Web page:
Washington County Family Law Attorneys Help Caregivers Win Third Party Custody Rights

Experienced attorneys help caregivers throughout Washington County, Dakota County, Burnsville, Stillwater and Woodbury, MN

Third party custody cases involve placing a child with someone other than the parents — such as a grandparent, stepparent or some other adult who has had a caregiver relationship with the child. Third party custody placement often results when the biological parent is unable or unwilling to act as an effective parent.

Third party custody proceedings can be an alternative to child protection proceedings, since an award of custody to a third party removes the child from the harmful situation from which he or she needed protection. At Appelhof, Pfeifer & Hart, P.A., our attorneys explain your legal options and help you choose the path that is right for you and your family.

Who can seek third party custody in Minnesota?

Under Minnesota law, there are two types of people who can seek third party custody: a "de facto custodian" and an "interested third party." The family law attorneys at Appelhof, Pfeifer & Hart, P.A. have many years of experience in representing Minnesotans who are seeking third party custody of the children they provide care for.

Grandparents' rights are observed under Minnesota Statutes §257C.08 and §518.1752. Grandparents can pursue visitation and open a child custody case for their grandchildren under certain circumstances. We offer solid legal representation for families and individuals in Washington County, Dakota County, Burnsville, Eagan and Woodbury, MN.

What is a “de facto custodian” in Minnesota?

A de facto custodian is someone other than a parent who has been the child’s primary caretaker for an extended period of time. To qualify as a de facto custodian, you must have lived with the child — without a parent present and with a “lack of demonstrated consistent participation by a parent” — for six of the past 24 months if the child is younger than 3, or 12 of the past 24 months if the child is 3 or older.

The law defines the phrase “lack of demonstrated consistent participation by a parent” as a parent’s refusal or failure to fulfill parental responsibilities, including providing the child with food, clothing, shelter, healthcare and education. Minnesota courts look at the following factors to determine a parent’s lack of demonstrated consistent participation:

  • Intent of the parent or parents in placing the child with the de facto custodian
  • Amount of involvement the parent had with the child during the parent’s absence
  • Facts and circumstances of the parent’s absence
  • Parent’s refusal to comply with the conditions for retaining custody that were established in any previous court orders
  • Whether the parent was previously prevented from maintaining custody as a result of domestic violence
  • Whether a sibling of the child is already in the de facto custodian’s care

What is an “interested third party” in Minnesota?

Minnesota law defines an “interested third party” as someone who is not a de facto custodian but who can prove that at least one of the following situations exists:

  • The parents have abandoned, neglected or otherwise exhibited disregard for the child’s well-being to the extent that the child will be harmed by living with the parent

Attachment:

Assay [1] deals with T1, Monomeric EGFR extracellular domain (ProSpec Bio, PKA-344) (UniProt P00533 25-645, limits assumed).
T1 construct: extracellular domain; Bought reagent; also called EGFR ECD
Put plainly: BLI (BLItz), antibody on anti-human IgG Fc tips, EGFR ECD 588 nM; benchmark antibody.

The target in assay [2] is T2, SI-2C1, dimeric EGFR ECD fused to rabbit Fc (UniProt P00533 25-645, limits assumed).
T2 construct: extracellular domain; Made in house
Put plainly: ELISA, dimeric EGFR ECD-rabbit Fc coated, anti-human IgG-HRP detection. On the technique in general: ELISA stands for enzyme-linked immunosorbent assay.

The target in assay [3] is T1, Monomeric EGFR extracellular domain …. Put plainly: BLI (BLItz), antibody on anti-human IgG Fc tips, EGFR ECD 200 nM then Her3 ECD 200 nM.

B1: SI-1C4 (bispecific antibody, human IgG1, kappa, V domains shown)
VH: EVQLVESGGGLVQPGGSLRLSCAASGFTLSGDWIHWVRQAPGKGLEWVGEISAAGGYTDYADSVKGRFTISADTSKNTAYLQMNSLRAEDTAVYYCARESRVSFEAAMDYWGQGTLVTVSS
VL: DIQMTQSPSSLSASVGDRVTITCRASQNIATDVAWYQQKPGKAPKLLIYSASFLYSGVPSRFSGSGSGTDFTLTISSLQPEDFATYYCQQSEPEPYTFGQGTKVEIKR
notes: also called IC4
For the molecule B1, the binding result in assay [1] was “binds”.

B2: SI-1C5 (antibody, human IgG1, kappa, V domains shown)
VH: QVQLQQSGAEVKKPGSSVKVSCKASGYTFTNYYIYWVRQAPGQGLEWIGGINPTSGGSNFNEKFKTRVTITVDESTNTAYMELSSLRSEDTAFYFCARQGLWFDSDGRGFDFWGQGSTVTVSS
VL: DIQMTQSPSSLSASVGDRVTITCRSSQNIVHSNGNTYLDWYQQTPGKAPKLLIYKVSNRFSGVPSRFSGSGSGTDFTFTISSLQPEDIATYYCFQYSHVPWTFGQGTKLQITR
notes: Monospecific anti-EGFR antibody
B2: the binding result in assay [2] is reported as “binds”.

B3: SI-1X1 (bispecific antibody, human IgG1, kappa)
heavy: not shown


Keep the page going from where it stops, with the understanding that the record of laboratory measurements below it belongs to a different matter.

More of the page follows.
• Placement of the child with the interested third party takes priority over preserving the day-to-day parent-child relationship because of the presence of physical or emotional danger to the child
  • Other extraordinary circumstances

Once this initial hurdle is crossed, the interested third party also must prove that it is in the best interests of the child for the interested third party to be granted custody. Minnesota courts consider these factors when deciding whether an interested third party should be awarded custody:

  • The amount of involvement the interested third party had with the child during the parent’s absence or during the child’s lifetime
  • The amount of involvement, if any, the parent had with the child during the parent’s absence
  • The involvement of other interested third parties
  • The circumstances surrounding the parent’s absence
  • The parent’s refusal to comply with conditions for retaining custody in previous court orders
  • Whether the parent was previously prevented from maintaining or seeking custody as a result of domestic violence
  • Whether a sibling of the child is already in the care of the interested third party
  • Whether the parent designated someone to act as a temporary custodian of the child

Third party custody cases require the courts to balance the interests of the child and the parent. The burden is on the third party custodian to prove that awarding custody to himor her is in the child’s best interests.

Call our Oakdale law firm for help with third party custody matters

Our family law attorneys are prepared to guide you through the third party custody process. Appelhof, Pfeifer & Hart, P.A. delivers tenacious, attentive legal representation for individuals and families throughout Minnesota, including in Washington County, Dakota County, Burnsville, Eagan and Woodbury, MN. Call us today at 651.760.7524 or contact us online to arrange an appointment. There is no charge for case consultations, and flexible scheduling is available.